Tired of Being the American Exception

This has been an unbelievable week for me here in the District of Columbia. The week kicked off with Tax Day where I was once again reminded officially that ‘taxation without representation’ is alive and well the communities living in the shadows of the US Capitol. On Tuesday, a coalition of District citizens walked the Halls of Congress meeting with 29 House offices and 10 Senate offices to ask for equality, through admission as the 51st state in the Union, New Columbia. And then today, after beginning disappointed in the Senate’s failure to pass sensible (dare I say weak by my standards) gun laws I received an email from my union, the American Federation of Government Employees (AFGE), asking me to contact ‘my 2 Senators from the District of Columbia’ about a few issues.

I’m a statehood activist, I think about this issue all the time but this week our inequality has really been thrust in my face. On Monday, my wife and I handed over our hard earned money to 535 people who I had no role in electing so that they can figure out how to spend our money best. I’m not opposed to taxes I believe in them, I believe in government helping a civil society to function properly and to look out for those in need. I do, however, want to have a say over how that money should be spent. I don’t believe in Louie Gohmert’s old bill to exempt us from federal taxes for a whole host of reasons but fundamentally it’s about me wanting to finally be an equal American citizen. To be whole in this still perfecting democracy and to be able to look at my daughter with pride when she turns 18 so that she can vote for what and who she believes in. We in the District are tired of being the exception to and in America we just want to be like everyone else. We just want to be equal nothing more nothing less.

On Tuesday, we walked the Halls of Congress and we met with staffers who asked great questions, shared some of our frustrations, and who generally wanted to learn more about statehood. But Congress is not moved to act easily. We had several dozen volunteers in the House and Senate on Tuesday while at the same time 90% of the American people were saying to the Senate ‘pass improved gun legislation.’ And yet, the Senate failed to pass the bills, they failed to listen to the pressure of the vast majority of the American people and so what does that me for our cause? It means we have to keep working both harder and smarter. We need to motivate and mobilize the 632,000 people directly affected by this and we need to motivate and mobilize our friends and neighbors in the 50 states. But it’s not going to be easy, if it were it would have been accomplished 212 years ago.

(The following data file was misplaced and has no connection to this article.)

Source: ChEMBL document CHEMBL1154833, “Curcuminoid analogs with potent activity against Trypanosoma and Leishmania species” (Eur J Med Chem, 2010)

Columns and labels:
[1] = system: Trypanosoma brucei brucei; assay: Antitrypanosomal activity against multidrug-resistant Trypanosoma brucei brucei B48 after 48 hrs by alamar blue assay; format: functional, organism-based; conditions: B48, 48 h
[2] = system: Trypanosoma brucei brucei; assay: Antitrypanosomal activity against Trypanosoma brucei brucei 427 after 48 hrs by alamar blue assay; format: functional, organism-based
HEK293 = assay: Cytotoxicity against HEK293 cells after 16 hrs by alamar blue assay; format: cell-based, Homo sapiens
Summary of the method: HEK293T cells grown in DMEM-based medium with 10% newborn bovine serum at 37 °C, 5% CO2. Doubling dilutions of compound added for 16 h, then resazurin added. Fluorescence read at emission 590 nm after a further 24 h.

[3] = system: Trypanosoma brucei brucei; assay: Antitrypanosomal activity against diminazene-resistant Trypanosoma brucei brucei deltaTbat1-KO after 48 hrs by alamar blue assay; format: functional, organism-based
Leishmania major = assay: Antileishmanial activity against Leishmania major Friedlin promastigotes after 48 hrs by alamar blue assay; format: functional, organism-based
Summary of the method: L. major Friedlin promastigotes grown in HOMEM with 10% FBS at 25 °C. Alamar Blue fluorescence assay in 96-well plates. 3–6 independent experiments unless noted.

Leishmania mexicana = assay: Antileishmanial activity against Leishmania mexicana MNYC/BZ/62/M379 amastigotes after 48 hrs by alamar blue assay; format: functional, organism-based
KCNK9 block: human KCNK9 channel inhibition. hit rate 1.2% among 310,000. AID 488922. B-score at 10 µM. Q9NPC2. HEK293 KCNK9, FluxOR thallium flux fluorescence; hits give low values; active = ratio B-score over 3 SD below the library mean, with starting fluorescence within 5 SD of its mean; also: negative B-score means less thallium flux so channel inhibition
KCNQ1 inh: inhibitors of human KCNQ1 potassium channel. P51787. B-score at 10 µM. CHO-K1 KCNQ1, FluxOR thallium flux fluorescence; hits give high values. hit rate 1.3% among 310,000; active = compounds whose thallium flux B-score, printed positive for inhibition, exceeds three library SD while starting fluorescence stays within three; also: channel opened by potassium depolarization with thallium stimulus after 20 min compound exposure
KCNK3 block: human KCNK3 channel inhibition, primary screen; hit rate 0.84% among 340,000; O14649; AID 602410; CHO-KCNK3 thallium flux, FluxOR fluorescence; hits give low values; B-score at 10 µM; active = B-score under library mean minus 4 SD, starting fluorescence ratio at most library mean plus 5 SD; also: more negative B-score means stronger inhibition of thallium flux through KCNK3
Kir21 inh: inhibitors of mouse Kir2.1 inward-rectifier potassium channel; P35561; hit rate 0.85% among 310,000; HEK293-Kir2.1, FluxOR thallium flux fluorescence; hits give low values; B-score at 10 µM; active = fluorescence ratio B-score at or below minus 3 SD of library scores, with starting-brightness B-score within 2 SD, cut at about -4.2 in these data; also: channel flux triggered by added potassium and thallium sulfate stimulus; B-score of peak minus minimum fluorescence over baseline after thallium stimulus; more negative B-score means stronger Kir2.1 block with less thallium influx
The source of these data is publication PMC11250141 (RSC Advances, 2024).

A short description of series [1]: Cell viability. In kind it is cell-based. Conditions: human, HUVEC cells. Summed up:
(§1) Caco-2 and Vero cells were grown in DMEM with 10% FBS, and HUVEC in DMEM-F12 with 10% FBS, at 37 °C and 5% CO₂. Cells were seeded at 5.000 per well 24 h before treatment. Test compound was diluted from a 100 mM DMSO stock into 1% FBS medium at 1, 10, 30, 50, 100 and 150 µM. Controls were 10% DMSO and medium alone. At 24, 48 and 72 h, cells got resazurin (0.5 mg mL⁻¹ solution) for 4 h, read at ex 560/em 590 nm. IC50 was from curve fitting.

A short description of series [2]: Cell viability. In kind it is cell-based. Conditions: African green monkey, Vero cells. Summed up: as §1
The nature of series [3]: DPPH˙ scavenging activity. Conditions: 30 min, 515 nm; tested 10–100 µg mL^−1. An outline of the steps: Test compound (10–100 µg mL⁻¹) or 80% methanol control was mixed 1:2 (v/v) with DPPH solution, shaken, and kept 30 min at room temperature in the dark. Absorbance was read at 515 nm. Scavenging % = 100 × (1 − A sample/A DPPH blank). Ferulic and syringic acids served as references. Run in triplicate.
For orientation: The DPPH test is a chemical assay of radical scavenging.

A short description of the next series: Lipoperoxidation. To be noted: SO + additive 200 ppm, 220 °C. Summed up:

On Wednesday, bummed that the Senate failed to pass gun legislation I thought to myself, ‘wouldn’t it have been nice to have had two Senators I voted for on the floor of the Senate.’ And as I thought about that my phone vibrated letting me know I had an email. I looked at my inbox and discovered the third kick to my democracy loving gut in three days. My union, AFGE, wants me to contact ‘my 2 Senators from the District of Columbia’ in the upcoming congressional recess (see here: AFGE Letter). While I know this is just a form letter sent out via some computer program it’s still an indignity. The union is headquartered in the District, surely they should know better. The union has a lot of members from and working in the District, surely they should know better, but yet even in the AFGE’s computer system our status in America is incorrect. Even a computer program can’t understand our status because it makes no sense.

As Thursday dawns and Friday looms I’m hoping for a great end of the week. Maybe we’ll get a few more cosponsors on the statehood bill based on our efforts in the House and the Senate, maybe a few District citizens will contact me wanting to join the statehood movement, and maybe my union will issue an apology to the thousands of members it just slighted through a computer glitch that asked us to contact Senators we’ve never had but have long desired. I’m a cynical optimist and the last three days reinforced both traits in me but still optimism moves me forward and forward goes the cause of statehood for those 632,000 American who already fulfill the responsibilities of citizenship but are denied its most fundamental right.

We will prevail.

Josh Burch

Ward 5

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1 Response to Tired of Being the American Exception

  1. Pingback: Time to Walk the Talk for DC Statehood | Neighbors United for DC Statehood

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